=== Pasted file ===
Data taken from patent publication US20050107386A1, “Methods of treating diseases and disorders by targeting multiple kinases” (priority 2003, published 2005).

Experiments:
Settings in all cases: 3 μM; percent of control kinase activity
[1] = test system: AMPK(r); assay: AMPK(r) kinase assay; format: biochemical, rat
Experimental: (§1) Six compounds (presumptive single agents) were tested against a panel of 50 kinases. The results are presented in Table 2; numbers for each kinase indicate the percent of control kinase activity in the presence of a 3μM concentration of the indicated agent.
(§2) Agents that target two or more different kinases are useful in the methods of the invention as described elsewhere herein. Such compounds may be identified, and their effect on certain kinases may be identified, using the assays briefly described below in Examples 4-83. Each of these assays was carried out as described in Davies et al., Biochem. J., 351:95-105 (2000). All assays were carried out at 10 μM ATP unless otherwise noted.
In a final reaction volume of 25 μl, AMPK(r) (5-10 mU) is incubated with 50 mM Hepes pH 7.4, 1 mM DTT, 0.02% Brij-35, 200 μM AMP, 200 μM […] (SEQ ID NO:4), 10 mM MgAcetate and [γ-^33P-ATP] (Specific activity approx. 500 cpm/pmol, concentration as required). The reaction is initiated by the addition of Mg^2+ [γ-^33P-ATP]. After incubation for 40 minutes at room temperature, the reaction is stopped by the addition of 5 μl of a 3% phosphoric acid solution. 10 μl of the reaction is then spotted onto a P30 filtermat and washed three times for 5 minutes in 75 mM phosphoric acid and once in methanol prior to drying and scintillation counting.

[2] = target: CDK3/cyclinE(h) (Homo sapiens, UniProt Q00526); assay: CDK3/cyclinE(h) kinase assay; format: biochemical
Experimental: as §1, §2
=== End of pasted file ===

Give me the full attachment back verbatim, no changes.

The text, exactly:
Data taken from patent publication US20050107386A1, “Methods of treating diseases and disorders by targeting multiple kinases” (priority 2003, published 2005).

Experiments:
Settings in all cases: 3 μM; percent of control kinase activity
[1] = test system: AMPK(r); assay: AMPK(r) kinase assay; format: biochemical, rat
Experimental: (§1) Six compounds (presumptive single agents) were tested against a panel of 50 kinases. The results are presented in Table 2; numbers for each kinase indicate the percent of control kinase activity in the presence of a 3μM concentration of the indicated agent.
(§2) Agents that target two or more different kinases are useful in the methods of the invention as described elsewhere herein. Such compounds may be identified, and their effect on certain kinases may be identified, using the assays briefly described below in Examples 4-83. Each of these assays was carried out as described in Davies et al., Biochem. J., 351:95-105 (2000). All assays were carried out at 10 μM ATP unless otherwise noted.
In a final reaction volume of 25 μl, AMPK(r) (5-10 mU) is incubated with 50 mM Hepes pH 7.4, 1 mM DTT, 0.02% Brij-35, 200 μM AMP, 200 μM […] (SEQ ID NO:4), 10 mM MgAcetate and [γ-^33P-ATP] (Specific activity approx. 500 cpm/pmol, concentration as required). The reaction is initiated by the addition of Mg^2+ [γ-^33P-ATP]. After incubation for 40 minutes at room temperature, the reaction is stopped by the addition of 5 μl of a 3% phosphoric acid solution. 10 μl of the reaction is then spotted onto a P30 filtermat and washed three times for 5 minutes in 75 mM phosphoric acid and once in methanol prior to drying and scintillation counting.

[2] = target: CDK3/cyclinE(h) (Homo sapiens, UniProt Q00526); assay: CDK3/cyclinE(h) kinase assay; format: biochemical
Experimental: as §1, §2